Did you know that 2020 is expected to produce 40 zettabytes of data? A massive increase compared to the 1.2 zettabytes of data produced in 2010. Why is there such a high data volume expected? Between the internet, social media, smartphone usage and IoT devices, each person is expected to produce 1.7MB of data per second. While this is great news for organisations, it also presents an important question: How to make sense of the large volume of data generated?
Having worked with data analytics for over ten years, I believe the next challenge for organisations is not just about investing in the most sophisticated analytics platform on the market, but rather setting up the processes to make sense of data produced. Without proper data management, analytics has little value because it is impossible to generate appropriate insights unless data is properly managed. Hence, why data cataloguing is so important for organisations, both public and private.
Data cataloguing is a metadata management tool to help organisations find and manage big data. Big data comes in different formats, like databases, files and tables. The data is drawn from different resources, like human resources, finance, e-commerce systems, ERP and social media feeds. Given the vast volume of data stored in their databases, organisations need a system to keep their data in order.
A data catalogue provides this oversight by centralising metadata into a single location. Those who can access the catalogue get a full view of each piece of data, including useful information like profiles, comments, statistics and summaries. So when data analysts access the databases, they know of the different data sources, no matter their format or origin and can search through it easily.
The key feature of any data catalogue is flexibility. Unlike traditional databases, data cataloguing is constantly evolving and expanding to match the organisation’s needs. As data grows, the catalogue needs to grow with it through updates or installing new features. Besides flexibility, security is a crucial feature for each catalogue – security features include but are not limited to data encryption, log information and role-based security. It is also important to ensure that data comes from trustworthy sources via data lineage.
Conventional data catalogues contain features that make it easier to find and add data. These features include business glossaries for reference, collaboration features for commenting and sharing, auditing features for governance and metadata to make searches easier. However, more modern data catalogues even include machine learning capabilities that allow for a host of sophisticated features like automated cataloguing, pattern mapping and self-generating topic extraction.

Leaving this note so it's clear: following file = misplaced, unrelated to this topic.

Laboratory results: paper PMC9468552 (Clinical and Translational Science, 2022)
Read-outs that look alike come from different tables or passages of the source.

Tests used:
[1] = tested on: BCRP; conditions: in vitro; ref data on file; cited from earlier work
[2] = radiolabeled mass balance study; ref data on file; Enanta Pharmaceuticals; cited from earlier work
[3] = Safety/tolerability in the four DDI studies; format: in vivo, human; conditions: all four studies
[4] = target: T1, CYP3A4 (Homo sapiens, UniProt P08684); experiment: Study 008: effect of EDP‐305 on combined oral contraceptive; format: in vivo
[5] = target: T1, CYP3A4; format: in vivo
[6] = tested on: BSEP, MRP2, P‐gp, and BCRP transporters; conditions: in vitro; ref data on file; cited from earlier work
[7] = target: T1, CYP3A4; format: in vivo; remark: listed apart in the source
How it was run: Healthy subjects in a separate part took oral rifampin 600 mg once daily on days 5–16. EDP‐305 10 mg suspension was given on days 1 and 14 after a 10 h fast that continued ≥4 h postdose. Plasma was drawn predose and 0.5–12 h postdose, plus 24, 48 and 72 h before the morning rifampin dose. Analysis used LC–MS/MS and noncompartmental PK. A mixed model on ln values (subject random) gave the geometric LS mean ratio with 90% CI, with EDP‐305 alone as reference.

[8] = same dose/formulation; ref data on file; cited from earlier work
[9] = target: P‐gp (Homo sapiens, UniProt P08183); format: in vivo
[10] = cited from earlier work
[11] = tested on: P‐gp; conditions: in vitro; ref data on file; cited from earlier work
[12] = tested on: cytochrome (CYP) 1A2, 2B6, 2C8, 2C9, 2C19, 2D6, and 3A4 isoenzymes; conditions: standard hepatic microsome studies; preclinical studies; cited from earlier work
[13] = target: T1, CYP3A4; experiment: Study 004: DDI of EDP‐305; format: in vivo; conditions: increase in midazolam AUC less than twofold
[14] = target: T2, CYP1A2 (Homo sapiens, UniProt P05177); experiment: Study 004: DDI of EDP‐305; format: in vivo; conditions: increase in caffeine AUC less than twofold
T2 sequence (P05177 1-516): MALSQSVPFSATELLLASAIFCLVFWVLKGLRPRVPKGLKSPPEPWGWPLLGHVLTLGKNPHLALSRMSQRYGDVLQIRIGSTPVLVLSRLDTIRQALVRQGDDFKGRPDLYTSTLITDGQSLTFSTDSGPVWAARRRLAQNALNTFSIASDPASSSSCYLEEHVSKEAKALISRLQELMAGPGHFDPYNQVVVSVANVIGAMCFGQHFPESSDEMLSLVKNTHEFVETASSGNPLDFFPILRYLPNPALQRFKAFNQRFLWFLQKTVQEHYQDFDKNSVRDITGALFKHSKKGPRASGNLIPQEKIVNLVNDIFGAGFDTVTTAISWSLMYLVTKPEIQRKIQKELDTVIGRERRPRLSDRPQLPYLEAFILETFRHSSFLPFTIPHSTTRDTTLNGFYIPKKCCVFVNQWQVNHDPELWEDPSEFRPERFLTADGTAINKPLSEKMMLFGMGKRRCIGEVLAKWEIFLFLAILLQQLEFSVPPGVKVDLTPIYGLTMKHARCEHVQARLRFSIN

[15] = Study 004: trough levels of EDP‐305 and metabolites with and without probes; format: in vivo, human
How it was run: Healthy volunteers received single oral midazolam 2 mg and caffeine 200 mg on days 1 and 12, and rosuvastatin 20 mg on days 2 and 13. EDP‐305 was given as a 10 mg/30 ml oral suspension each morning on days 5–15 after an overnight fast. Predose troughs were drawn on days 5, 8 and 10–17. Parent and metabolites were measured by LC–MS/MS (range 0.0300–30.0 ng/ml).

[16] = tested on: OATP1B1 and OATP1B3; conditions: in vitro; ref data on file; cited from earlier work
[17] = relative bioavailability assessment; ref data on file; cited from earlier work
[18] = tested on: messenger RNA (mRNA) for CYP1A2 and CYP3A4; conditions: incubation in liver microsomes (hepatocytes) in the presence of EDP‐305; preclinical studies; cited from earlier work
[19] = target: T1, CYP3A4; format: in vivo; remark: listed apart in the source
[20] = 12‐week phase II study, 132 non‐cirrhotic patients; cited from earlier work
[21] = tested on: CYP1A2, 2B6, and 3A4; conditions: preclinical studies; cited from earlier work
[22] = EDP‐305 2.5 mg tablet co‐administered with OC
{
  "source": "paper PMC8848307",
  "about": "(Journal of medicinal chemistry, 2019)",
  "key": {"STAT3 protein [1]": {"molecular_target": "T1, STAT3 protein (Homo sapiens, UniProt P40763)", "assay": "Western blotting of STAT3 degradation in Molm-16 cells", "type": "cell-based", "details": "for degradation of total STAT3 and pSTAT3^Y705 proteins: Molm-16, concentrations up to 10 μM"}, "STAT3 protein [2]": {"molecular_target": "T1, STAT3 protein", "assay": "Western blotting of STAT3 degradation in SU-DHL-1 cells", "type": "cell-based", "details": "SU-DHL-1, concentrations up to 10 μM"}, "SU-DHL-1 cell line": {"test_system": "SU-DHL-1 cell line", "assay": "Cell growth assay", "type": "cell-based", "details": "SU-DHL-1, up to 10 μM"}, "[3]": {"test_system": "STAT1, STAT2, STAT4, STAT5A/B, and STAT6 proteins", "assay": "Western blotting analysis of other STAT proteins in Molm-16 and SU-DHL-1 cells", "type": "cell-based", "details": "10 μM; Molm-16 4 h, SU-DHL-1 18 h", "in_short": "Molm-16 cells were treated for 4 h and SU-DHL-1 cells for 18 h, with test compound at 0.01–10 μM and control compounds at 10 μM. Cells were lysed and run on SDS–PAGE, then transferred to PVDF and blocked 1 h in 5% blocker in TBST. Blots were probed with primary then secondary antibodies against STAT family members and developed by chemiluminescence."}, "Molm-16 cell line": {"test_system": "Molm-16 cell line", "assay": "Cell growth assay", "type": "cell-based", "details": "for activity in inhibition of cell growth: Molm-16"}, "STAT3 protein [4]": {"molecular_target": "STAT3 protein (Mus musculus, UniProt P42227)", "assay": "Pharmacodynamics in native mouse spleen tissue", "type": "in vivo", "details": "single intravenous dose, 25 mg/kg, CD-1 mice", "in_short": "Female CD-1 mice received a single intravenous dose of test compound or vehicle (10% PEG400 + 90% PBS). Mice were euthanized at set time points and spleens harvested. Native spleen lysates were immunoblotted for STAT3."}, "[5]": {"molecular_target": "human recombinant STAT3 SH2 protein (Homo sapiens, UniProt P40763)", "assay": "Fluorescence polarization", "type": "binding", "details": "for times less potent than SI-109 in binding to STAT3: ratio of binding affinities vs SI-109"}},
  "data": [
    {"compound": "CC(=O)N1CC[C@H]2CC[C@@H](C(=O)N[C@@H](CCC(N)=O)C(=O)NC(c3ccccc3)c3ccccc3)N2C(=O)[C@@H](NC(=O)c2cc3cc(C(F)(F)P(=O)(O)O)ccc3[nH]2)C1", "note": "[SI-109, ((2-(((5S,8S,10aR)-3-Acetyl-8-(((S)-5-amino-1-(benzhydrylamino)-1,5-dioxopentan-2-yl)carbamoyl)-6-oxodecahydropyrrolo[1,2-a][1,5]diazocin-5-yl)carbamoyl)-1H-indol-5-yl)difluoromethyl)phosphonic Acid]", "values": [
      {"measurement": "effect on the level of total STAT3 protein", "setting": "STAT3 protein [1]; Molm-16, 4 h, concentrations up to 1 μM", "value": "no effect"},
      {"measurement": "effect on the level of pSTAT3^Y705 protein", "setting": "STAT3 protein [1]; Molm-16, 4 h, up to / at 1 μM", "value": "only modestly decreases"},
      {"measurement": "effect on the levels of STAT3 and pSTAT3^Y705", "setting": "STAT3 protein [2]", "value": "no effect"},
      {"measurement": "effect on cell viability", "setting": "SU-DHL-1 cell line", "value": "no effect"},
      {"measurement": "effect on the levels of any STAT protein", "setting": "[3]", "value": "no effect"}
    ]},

Yes, data catalogues are absolutely necessary for organisations because they allow for more efficient in-depth analysis. More in-depth analysis can be found in the form of greater diversity in perspectives, data exploration and arranging data for the needs of more advanced analytics operations.
The first point to note is the ease of collaboration. Sharing features combined with query search capability opens up the analysis to professionals from both technical and non-technical backgrounds, allowing for different expertise and perspectives to be captured in the analytics process. This opens up data expertise to business analysts or anyone with professional expertise who don’t necessarily have a technical background.
Furthermore, data cataloguing makes data exploration easier than before. As an organisation grows, their dataset also expands, making it harder for data analysts to find data. For example, data analysts at Uber would spend on average 3 hours finding relevant information before actually analysing the data in question. However, on a data catalogue, data analysts only need to find the data in question by searching for it, like they would search for information on Google, making it easier to explore data and prepare for analysis.
Data cataloguing is a data management strategy that makes it easier to comprehend large data volumes. As each organisation grows, the volume and variety of big data they collect also grows. But by cataloguing the data, analysts have an easier time exploring data and drawing connections between variables. Organisations have the chance to democratise analytics by opening up the process to different people. Every organisation needs to consider data cataloguing because it sets the foundation for a more efficient, timely analysis of their data and maintains a consistent schedule even when data grows in size and scope.